Even some basic and minimal leadership skills are needed to be displayed for running any small office or an establishment such as a bank branch or a school. One feels appalled to read and gauge the kind of a reclusive and taciturn individual who was running the affairs of the state. Either he was completely helpless or completely clueless or not interested at all in managing the state well. The Prime Minister, it seemed, was there in that position for the heck of it.
The author made further revelations about how the credit for most of PM's work would invariably go to Gandhi Family and how many of his cabinet colleagues would not brief the Prime Minister and would instead brief Sonia Gandhi. Further, the book made daring allegations about how Manmohan Singh's cabinet colleagues used to leak out information.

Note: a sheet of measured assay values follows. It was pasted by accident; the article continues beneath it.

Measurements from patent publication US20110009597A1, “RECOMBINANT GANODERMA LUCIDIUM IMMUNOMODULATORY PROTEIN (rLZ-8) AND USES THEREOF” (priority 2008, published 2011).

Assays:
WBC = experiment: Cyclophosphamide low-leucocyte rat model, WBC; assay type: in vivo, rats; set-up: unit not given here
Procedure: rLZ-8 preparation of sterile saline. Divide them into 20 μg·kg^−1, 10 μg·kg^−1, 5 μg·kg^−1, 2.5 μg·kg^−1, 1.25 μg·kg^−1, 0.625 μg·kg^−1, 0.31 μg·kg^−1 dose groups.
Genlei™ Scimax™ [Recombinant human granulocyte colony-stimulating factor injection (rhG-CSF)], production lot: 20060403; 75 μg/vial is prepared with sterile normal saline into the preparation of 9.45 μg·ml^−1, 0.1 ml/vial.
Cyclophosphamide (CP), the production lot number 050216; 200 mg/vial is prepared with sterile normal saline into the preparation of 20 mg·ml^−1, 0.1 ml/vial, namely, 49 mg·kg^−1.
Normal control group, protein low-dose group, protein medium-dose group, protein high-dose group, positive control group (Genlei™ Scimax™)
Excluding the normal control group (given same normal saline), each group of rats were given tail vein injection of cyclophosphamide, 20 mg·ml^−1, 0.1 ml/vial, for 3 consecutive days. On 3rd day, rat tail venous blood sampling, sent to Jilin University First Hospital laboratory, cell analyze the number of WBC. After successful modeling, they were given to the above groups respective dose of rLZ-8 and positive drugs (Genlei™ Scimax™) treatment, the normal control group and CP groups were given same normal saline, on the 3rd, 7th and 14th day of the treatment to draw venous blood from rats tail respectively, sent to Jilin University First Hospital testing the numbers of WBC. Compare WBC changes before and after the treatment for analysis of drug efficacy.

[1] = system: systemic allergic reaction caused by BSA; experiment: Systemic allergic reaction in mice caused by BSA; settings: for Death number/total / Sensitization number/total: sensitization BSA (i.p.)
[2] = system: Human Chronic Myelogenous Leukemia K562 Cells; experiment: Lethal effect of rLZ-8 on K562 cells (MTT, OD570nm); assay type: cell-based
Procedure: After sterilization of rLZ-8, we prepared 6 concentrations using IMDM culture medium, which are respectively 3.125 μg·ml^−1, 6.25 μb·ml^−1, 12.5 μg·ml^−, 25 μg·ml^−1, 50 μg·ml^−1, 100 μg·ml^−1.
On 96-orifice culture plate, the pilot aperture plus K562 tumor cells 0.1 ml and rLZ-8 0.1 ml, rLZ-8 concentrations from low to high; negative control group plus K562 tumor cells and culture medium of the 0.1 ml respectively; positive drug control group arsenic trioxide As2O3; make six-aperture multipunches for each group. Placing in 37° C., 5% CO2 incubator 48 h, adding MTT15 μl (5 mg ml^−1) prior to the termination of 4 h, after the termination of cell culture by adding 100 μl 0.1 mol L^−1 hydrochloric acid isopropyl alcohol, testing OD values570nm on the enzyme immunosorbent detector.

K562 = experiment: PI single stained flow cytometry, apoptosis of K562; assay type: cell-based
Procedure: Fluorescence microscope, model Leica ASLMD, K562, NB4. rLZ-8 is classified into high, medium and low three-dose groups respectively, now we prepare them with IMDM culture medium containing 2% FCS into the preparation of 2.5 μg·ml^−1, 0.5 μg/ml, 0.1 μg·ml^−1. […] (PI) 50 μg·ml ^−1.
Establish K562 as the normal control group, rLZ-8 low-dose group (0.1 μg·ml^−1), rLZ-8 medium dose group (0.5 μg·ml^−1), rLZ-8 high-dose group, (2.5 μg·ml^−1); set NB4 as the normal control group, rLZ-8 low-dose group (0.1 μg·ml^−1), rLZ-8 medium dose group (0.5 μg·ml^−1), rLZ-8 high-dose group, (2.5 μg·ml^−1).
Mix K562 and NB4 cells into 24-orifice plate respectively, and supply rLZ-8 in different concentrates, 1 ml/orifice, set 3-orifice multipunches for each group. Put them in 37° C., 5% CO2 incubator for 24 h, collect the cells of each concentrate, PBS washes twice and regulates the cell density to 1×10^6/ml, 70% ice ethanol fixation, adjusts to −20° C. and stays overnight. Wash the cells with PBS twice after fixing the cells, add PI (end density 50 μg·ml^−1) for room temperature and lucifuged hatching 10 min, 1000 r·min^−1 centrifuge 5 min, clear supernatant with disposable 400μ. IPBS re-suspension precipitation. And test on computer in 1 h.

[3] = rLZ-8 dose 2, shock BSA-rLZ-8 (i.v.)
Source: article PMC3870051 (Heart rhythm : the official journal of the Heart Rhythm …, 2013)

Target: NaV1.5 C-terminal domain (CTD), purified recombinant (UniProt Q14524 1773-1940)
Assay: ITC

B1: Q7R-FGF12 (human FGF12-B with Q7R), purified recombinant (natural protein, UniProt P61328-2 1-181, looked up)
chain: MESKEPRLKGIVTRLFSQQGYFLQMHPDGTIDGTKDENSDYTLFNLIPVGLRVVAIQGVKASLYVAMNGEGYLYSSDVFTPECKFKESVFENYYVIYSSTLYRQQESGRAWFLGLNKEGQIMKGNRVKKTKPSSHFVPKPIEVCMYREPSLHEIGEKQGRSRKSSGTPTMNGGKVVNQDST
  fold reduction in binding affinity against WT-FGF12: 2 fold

The Other Nemesis
If this one book was not enough of a damage to an already beleaguered Congress, another book by ex-Coal Secretary PC Parakh namely Crusader or Conspirator? Coalgate and other Truths makes things more worse for the UPA to defend. Parakh almost reiterates what Sanjay Baru has stated in his book in terms of how easily the Prime Minister's decisions were overruled by others.
The ex-coal Secretary contends that his insistence of having an open competitive bidding approach for the allocation of coal blocks was cancelled in spite of the green nod from the Prime Minister. The first-come-first-serve basis of allocation of coal, as per the CAG made India lose Rs 1,86,000 crore in terms of revenue.